Acting wasn’t always the plan for Seydoux. Born in Paris to a telecommunications CEO father and philanthropist mother, she has French cinematic royalty in her blood (her grandfather and great uncle are chairmen of the film companies Pathé and Gaumont). But as a ‘shy, not very happy’ child, opera singing was her passion. Everything changed at 18 when she fell for an actor — ‘very arrogant, a bit pretentious’ — who wouldn’t give her the time of day. ‘I thought: “I’m gonna show him that I exist! Then he will love me!”’ Seydoux enrolled in drama school and hey, presto: ‘I existed for him. I was not transparent any more.’

Unfortunately for our arrogant friend, she existed for everyone else now, too. By 22, she’d had her first film at Cannes. By 26, she had worked with Ridley Scott, Quentin Tarantino and Tom Cruise. But it wasn’t until 2013, aged 28, that lesbian love story Blue Is the Warmest Colour sent her stratospheric. Seydoux and her co-star, Adèle Exarchopoulos, wowed the Cannes jury to such an extent that they became the first-ever actors to be awarded the Palme d’Or, along with the film’s director, Abdellatif Kechiche. Much has been written about Kechiche’s dubious working methods: filming actors without their knowledge, an explicit 10-minute sex scene that required multiple takes. Seydoux claimed at the time that the experience made her feel like ‘a prostitute’. In the wake of #MeToo, does she think a film could still be made like that today?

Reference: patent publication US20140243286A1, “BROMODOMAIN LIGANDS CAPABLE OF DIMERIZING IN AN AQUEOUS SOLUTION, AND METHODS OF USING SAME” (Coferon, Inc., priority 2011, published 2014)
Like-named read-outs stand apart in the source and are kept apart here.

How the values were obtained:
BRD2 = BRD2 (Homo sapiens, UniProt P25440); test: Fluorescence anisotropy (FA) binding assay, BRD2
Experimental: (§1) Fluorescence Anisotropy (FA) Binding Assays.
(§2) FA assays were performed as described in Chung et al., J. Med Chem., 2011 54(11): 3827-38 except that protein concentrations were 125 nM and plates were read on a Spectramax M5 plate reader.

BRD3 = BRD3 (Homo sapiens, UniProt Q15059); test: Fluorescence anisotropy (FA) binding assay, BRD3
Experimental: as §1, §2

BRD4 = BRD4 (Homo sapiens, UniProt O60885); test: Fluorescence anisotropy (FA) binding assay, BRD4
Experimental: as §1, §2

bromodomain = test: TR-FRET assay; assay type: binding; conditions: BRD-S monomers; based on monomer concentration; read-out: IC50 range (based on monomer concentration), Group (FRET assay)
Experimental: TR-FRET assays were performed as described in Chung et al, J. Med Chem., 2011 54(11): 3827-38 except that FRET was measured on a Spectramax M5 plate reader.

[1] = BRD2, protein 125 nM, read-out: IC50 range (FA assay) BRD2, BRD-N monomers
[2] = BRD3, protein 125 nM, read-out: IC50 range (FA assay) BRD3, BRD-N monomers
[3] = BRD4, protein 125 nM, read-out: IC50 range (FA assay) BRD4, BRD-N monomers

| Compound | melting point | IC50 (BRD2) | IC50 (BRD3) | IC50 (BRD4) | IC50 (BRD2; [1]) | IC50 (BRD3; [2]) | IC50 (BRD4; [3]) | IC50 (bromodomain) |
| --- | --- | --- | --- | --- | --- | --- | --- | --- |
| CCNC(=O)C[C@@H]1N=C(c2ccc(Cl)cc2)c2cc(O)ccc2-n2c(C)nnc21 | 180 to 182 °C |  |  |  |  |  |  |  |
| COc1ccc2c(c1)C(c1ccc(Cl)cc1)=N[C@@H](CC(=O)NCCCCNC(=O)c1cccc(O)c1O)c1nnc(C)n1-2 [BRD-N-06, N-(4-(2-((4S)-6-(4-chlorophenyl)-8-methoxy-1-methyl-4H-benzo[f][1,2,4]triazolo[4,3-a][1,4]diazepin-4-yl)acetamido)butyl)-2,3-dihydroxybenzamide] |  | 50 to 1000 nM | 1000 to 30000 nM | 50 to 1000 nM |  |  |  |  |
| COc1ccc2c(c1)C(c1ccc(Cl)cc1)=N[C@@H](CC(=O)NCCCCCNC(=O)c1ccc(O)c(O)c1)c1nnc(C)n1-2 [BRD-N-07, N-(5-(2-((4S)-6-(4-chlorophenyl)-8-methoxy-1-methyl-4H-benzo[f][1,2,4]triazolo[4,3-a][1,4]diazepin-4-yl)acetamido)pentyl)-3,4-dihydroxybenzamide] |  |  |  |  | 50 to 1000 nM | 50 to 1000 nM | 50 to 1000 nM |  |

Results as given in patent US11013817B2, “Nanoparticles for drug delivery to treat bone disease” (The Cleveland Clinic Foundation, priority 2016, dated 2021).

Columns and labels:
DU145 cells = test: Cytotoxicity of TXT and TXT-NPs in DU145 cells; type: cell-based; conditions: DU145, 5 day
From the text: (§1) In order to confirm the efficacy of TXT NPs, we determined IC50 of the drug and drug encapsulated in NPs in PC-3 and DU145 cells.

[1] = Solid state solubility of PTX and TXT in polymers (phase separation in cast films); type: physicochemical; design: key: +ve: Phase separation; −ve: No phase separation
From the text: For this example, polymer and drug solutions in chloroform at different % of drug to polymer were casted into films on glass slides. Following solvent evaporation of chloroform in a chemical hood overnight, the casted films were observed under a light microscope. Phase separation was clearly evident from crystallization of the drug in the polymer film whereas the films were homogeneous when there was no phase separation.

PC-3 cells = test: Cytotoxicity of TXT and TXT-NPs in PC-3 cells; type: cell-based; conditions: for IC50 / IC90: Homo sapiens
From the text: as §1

‘Maybe not,’ she says. ‘That’s how [Kechiche] worked; I had to accept his rules. If you didn’t accept the director’s rules, you were out. In France it was like that for a long time, and it was really problematic. The director had all the power: they were on a pedestal. That has changed now. In America, it’s different — cinema is less about the director, more about the studio. It’s a business. It’s a machine.’

Her role as Madeleine Swann in the 2015 Bond film Spectre provided arguably her closest look at that machine. It’s a part she’ll reprise in No Time To Die, 007’s long-delayed latest adventure in which Swann has been upgraded from ‘Bond girl’ to ‘Bond girlfriend’. ‘James is faithful now!’ she chuckles.

The film represents the superspy’s first post-#MeToo outing, and Seydoux insists it feels different as a result: ‘The women are not objectified. They’re powerful. They’re not just waiting to be saved. It’s the same with Bond: Daniel has built this character with real depth, who is not perfect.’ The tone, she stresses, ‘is very different [from previous Bond films]. They [the producers] try to bring something new every time, and I think No Time To Die is the sum of all the previous [Daniel Craig] Bond films. It’s changed a lot with Daniel — the films are deeper, more emotional. What I find absolutely brilliant with Daniel is that he’s created this character with real flaws. He’s not perfect. Before, Bond was something else, more superficial.’